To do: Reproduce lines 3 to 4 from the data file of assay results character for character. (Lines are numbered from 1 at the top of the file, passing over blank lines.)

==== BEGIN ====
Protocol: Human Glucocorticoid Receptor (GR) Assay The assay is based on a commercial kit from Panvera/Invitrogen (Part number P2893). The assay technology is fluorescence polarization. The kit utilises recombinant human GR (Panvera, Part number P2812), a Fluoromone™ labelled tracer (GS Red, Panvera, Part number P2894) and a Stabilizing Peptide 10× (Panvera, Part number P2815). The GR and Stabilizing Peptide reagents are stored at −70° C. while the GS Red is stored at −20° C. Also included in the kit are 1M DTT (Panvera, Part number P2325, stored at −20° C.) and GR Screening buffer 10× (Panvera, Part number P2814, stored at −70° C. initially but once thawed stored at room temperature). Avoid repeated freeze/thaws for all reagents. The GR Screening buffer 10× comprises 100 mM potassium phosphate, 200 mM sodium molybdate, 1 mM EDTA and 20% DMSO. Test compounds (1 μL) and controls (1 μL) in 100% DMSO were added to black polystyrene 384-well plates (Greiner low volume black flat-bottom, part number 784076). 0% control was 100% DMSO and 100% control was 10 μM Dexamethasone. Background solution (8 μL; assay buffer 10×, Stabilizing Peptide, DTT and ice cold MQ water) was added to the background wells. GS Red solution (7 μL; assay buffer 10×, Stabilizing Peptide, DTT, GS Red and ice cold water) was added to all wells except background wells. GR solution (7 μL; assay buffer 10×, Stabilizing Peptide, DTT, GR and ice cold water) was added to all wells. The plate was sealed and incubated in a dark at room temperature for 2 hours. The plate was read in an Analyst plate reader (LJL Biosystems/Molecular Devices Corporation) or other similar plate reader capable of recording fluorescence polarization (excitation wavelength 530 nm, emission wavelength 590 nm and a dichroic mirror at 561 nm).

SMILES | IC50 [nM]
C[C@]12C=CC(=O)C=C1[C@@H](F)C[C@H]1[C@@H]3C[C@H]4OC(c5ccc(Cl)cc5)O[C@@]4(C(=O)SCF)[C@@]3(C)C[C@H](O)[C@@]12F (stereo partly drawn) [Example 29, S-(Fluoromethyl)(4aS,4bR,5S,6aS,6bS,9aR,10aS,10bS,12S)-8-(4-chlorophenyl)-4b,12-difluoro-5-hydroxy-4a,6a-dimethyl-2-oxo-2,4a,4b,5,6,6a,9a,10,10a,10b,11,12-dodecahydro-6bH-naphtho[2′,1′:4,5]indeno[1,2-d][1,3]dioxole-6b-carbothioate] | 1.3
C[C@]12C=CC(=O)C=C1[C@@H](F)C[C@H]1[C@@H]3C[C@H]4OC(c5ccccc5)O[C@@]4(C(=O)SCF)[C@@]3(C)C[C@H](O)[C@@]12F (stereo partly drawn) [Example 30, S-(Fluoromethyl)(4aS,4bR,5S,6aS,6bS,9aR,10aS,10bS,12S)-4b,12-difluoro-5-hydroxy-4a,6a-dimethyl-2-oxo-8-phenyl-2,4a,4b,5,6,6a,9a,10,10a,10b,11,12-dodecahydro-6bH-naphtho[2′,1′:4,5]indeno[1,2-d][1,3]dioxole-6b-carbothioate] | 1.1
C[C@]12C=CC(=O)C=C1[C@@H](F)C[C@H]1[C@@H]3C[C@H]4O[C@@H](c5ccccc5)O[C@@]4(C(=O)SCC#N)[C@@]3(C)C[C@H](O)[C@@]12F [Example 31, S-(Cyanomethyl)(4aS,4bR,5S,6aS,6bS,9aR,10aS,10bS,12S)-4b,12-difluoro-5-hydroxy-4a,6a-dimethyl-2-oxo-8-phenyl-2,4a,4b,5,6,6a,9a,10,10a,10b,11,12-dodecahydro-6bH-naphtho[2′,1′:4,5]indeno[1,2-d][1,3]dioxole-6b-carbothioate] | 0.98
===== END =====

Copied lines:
C[C@]12C=CC(=O)C=C1[C@@H](F)C[C@H]1[C@@H]3C[C@H]4OC(c5ccc(Cl)cc5)O[C@@]4(C(=O)SCF)[C@@]3(C)C[C@H](O)[C@@]12F (stereo partly drawn) [Example 29, S-(Fluoromethyl)(4aS,4bR,5S,6aS,6bS,9aR,10aS,10bS,12S)-8-(4-chlorophenyl)-4b,12-difluoro-5-hydroxy-4a,6a-dimethyl-2-oxo-2,4a,4b,5,6,6a,9a,10,10a,10b,11,12-dodecahydro-6bH-naphtho[2′,1′:4,5]indeno[1,2-d][1,3]dioxole-6b-carbothioate] | 1.3
C[C@]12C=CC(=O)C=C1[C@@H](F)C[C@H]1[C@@H]3C[C@H]4OC(c5ccccc5)O[C@@]4(C(=O)SCF)[C@@]3(C)C[C@H](O)[C@@]12F (stereo partly drawn) [Example 30, S-(Fluoromethyl)(4aS,4bR,5S,6aS,6bS,9aR,10aS,10bS,12S)-4b,12-difluoro-5-hydroxy-4a,6a-dimethyl-2-oxo-8-phenyl-2,4a,4b,5,6,6a,9a,10,10a,10b,11,12-dodecahydro-6bH-naphtho[2′,1′:4,5]indeno[1,2-d][1,3]dioxole-6b-carbothioate] | 1.1